The parents transferred their two thirds interest in a property to their son for two thirds of its value, the son granted a mortgage in their favour and later, when this was removed at his request, acknowledged his debt and the charge to secure it by way of a deed. The loan was expressed to be repayable upon six months’ notice.
The son died and his parents sought to have the deed declared valid and two thirds of the value of the property paid to them by his widow. The widow disputed the claim on the basis that the deed was a sham and the true intention of the parties was that the loan was forgiven, since the parents’ plan was to divest themselves of their assets to receive social security benefits. The widow claimed that even if the deed was enforceable, notice of repayment had not been given.
The court believed the father and rejected that the transfer was part of a plan to divest himself of his assets to obtain benefits or to defraud the government. Further the court found that the amount owed was not forgiven and the deed was not a sham. The court found that the parent’s intention to only call for repayment if the deceased divorced or died was is not in any way inconsistent with the deed having effect. In any case, there was no shamming intent. The court found that the parents entered into the deed as a means to remove the mortgage over the property whilst preserving the loan and securing it in another way. However the court found the notice of demand ineffective because less than six months’ notice had been given and said that fresh notice would need to be given.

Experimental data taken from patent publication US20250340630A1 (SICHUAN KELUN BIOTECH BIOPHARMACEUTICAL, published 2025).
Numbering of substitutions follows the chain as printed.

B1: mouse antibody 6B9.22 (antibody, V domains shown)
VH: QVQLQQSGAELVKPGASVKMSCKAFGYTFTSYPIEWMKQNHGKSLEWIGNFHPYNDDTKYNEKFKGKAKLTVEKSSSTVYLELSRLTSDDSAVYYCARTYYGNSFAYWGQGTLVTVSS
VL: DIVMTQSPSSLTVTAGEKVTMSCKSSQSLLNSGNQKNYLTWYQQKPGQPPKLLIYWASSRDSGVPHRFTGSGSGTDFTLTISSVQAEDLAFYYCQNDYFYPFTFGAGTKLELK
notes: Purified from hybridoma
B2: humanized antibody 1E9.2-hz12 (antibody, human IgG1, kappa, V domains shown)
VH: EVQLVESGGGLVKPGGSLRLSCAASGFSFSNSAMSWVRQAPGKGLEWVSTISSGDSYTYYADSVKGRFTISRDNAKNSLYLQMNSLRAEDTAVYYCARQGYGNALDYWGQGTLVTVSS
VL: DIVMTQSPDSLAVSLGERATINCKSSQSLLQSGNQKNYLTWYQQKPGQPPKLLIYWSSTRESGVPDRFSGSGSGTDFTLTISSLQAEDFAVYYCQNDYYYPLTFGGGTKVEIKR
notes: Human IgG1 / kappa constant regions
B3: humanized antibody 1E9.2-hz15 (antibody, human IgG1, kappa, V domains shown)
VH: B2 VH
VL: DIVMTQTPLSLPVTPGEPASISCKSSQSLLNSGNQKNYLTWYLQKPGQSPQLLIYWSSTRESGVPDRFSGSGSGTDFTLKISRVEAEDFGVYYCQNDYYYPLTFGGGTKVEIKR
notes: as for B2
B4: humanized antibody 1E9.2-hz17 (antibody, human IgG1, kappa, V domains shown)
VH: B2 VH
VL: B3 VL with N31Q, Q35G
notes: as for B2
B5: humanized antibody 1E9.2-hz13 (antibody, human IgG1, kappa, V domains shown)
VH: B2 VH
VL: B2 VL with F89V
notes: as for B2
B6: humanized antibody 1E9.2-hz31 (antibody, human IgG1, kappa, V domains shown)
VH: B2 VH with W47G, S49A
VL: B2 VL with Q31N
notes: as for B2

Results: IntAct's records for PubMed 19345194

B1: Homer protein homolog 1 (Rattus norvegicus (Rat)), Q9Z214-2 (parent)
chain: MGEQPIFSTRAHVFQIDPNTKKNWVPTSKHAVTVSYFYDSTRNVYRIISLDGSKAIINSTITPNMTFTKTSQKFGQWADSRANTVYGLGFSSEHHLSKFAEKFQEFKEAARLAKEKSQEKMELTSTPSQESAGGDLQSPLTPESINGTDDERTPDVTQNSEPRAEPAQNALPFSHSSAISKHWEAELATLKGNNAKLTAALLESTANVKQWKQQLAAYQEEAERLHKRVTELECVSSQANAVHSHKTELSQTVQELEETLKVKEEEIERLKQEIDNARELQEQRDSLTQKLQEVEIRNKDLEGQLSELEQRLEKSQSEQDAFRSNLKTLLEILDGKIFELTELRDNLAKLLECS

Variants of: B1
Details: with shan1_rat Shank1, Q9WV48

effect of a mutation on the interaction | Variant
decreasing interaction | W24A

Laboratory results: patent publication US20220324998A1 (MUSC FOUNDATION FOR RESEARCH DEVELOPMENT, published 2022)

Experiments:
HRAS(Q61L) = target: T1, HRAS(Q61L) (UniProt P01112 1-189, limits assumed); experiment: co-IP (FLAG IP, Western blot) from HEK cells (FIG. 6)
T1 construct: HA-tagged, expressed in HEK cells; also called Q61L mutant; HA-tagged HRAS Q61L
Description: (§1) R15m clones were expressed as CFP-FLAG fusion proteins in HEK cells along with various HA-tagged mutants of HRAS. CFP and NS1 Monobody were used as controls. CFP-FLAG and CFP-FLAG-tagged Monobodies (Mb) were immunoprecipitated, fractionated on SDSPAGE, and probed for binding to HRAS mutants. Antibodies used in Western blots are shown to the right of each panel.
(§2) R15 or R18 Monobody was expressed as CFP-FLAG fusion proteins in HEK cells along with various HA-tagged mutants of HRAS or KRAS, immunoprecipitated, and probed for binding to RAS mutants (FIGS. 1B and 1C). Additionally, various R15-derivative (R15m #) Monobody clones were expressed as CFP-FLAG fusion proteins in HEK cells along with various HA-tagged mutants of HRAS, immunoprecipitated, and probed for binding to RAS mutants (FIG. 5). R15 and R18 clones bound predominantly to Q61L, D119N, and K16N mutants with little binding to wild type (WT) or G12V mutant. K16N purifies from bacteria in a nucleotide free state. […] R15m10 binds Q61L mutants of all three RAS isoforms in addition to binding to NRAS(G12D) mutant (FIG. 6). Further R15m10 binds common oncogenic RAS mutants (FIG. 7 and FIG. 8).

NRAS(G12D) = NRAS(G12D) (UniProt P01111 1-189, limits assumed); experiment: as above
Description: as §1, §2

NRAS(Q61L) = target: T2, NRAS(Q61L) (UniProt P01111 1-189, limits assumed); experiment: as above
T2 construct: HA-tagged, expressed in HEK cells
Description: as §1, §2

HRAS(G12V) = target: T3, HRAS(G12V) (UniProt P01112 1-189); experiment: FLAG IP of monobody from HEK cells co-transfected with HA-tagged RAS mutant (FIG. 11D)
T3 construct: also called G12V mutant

The court declared the deed valid and enforceable and also gave the parents their costs because the widow only won on the notice issue, which occupied a very small proportion of the trial.